Following a drop of almost a full point in June, the Architecture Billings Index (ABI) fell again by more than a point in July. As a leading economic indicator of construction activity, the ABI reflects the approximate nine- to 12-month lag time between architecture billings and construction spending.
The American Institute of Architects reported the July ABI score was 45.1—the steepest decline in billings since February 2010— after a reading of 46.3 the previous month. This score reflects a continued decrease in demand for design services (any score above 50 indicates an increase in billings).
The new projects inquiry index was 53.7, a considerable slowdown from a reading of 58.1in June. “Business conditions for architecture firms have turned down sharply,” said AIA Chief Economist Kermit Baker. “Late last year and in the first couple of months of this year, there was a sense that we were slowly pulling out of the downturn, but now the concern is that we haven’t yet reached the bottom of the cycle. Current high levels of uncertainly in the economy don’t point to an immediate turnaround.”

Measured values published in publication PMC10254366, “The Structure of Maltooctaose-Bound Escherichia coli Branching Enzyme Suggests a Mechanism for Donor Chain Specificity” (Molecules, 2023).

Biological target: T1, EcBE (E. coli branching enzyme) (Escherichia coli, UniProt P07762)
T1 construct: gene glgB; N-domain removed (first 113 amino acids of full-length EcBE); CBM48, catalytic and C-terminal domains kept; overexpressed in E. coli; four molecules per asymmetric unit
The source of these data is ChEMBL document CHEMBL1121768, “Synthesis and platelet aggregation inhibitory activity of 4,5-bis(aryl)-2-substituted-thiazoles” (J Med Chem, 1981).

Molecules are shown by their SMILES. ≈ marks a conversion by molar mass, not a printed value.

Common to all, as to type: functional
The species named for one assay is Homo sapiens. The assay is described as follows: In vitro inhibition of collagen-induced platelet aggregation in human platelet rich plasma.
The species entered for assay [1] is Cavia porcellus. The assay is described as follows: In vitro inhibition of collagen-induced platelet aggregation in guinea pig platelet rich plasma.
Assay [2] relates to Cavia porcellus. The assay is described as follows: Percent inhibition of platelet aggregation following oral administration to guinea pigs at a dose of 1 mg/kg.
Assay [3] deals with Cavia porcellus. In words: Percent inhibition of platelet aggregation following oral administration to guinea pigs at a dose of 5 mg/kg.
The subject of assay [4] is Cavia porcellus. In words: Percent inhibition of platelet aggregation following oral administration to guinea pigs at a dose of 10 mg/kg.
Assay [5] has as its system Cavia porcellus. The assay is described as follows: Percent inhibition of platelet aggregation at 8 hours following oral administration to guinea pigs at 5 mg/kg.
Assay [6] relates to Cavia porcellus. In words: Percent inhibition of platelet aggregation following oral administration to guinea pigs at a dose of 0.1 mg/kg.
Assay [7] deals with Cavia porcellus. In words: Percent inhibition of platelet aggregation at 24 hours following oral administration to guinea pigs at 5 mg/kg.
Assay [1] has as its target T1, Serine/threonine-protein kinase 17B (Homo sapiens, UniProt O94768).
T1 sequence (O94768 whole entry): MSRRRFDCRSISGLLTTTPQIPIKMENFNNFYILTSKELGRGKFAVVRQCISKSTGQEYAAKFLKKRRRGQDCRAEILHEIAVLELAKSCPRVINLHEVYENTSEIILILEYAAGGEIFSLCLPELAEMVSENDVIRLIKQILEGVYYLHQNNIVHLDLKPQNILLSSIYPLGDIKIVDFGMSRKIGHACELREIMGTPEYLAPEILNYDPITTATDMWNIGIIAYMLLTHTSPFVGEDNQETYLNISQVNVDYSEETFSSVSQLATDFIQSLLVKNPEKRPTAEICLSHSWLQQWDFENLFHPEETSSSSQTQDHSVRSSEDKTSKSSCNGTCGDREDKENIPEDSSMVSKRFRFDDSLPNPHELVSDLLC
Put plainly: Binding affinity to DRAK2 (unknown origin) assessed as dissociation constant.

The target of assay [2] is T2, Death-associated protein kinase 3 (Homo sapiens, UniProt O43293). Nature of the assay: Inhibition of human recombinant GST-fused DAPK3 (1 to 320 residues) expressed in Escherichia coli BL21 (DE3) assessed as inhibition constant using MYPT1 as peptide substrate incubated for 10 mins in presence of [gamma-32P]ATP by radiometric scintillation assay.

Key July ABI highlights include:
• Regional averages: South (46.9), West (46.6), Northeast (46.4), Midwest (44.9)
• Sector index breakdown: commercial / industrial (47.9), institutional (47.2), mixed practice (47.1), multifamily residential (44.7)
• Project inquiries index: 53.7.